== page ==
As witnesses worry about testimony, Room2Hope tries to improve morale with renovated waiting rooms

Hays

SAN MARCOS, Texas (KXAN) — Denise Fonseca knows what it’s like anxiously awaiting to be called as a witness in a trial for a violent offender, and Monday, she’s going to showcase how she’s going to help those facing the task in the future.

Her nonproift organization Room2Hope makes its debut with two renovated rooms at the Hays County Government Center to help those about to give testimony “feel calm and centered.”

Before Room2Hope, the room she sat in while waiting to give testimony as a material witness in a felony case with a violent offender “made her feel quite hopeless.”

The whole ordeal, spanning two years from 2018 to 2019, was traumatizing she said, and the room she was in didn’t help matters.

“Waiting to testify in court in front of a violent felon is nerve-wracking,” she said. “As you attempt to stay calm and collect your thoughts while your heart is racing, you’re painfully aware of the uncomfortable chairs with the upholstery coming off, shabby carpets and drab-colored walls.”

Using restitution money to help fund her nonprofit, along with plenty of other outside support, Fonseca’s redone spaces for witnesses to sequester in are aimed not just to make people feel more comfortable, but to give better testimony with confidence.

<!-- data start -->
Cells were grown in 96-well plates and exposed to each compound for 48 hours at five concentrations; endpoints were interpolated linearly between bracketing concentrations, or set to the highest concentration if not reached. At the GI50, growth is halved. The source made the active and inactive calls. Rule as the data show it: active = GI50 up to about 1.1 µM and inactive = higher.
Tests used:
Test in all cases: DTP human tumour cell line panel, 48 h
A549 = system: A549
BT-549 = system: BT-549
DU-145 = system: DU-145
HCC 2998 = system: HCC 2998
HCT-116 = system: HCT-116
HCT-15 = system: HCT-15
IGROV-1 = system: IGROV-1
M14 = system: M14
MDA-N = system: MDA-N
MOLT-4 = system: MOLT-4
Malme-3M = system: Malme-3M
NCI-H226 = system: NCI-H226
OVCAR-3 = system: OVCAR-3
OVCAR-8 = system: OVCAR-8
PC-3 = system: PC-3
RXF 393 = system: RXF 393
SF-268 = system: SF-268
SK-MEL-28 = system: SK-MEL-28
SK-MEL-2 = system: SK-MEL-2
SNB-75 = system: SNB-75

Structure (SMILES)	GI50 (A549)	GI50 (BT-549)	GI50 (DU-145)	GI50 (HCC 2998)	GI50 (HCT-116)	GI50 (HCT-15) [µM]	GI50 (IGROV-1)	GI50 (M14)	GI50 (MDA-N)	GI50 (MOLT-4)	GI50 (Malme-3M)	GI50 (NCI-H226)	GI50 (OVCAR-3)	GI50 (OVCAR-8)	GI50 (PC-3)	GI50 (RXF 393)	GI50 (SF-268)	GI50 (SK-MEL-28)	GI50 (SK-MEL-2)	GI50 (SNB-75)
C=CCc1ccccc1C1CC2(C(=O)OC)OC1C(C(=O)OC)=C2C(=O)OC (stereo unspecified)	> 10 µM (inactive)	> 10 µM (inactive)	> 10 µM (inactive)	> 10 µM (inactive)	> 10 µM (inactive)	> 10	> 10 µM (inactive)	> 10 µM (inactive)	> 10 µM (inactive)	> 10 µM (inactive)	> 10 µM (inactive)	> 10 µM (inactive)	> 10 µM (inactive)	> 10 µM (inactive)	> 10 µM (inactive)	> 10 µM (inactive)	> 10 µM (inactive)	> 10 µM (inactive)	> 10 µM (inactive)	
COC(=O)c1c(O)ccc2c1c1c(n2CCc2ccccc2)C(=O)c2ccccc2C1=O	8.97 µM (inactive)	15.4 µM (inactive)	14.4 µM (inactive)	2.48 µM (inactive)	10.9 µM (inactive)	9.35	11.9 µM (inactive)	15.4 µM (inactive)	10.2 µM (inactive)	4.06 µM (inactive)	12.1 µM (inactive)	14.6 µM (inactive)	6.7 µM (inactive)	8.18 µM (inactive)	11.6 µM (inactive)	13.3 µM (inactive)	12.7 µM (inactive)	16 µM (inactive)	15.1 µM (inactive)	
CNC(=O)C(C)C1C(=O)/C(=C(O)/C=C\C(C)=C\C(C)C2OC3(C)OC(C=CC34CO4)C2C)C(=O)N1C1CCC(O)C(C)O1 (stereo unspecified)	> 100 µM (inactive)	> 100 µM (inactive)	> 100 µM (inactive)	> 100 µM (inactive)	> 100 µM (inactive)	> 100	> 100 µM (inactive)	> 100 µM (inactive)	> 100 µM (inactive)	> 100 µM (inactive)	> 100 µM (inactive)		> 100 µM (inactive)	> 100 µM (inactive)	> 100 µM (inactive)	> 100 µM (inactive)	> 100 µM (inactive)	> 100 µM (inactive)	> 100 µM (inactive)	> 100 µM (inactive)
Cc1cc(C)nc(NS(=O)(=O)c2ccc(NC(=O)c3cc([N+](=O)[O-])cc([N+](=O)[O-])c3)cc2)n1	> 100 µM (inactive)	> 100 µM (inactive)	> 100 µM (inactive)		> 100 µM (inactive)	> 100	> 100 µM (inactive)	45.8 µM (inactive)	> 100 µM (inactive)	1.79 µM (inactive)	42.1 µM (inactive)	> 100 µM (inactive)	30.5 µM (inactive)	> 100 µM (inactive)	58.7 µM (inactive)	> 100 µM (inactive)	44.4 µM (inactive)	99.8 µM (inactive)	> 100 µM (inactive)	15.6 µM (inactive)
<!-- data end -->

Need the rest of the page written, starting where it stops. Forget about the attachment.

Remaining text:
“I want them to find the courage to prepare to relive the trauma they experienced once they are in an open courtroom,” she said. “Changing the space could give them more confidence to endure what they’re about to face.”

For now, there are two rooms — one for adults and one for children — in the government center. With continued support, Fonseca hopes to remodel more of these rooms in nearby counties, and eventually all over Texas and across the country.

Local support for the project has been huge, Fonseca said. The Dripping Springs resident said local law enforcement and government entities, plus private businesses and citizens, have all helped pitch in to make Room2Hope a reality.

At Monday’s grand opening, Hays County Commissioner Lon Shell and District Attorney Wes Mau are set to give remarks on the project, along with Fonseca. Media members will tour the rooms, and Fonseca hopes the changes to the rooms inspire others to do the same.

“We believe once you see the rooms and what simple but effective changes can do,” Fonseca said, “it will be hard not to want to share the story and encourage other counties to embrace Room2Hope to bring a similar level of hope, calm and reassurance to victims waiting to testify in violent crime trials.”

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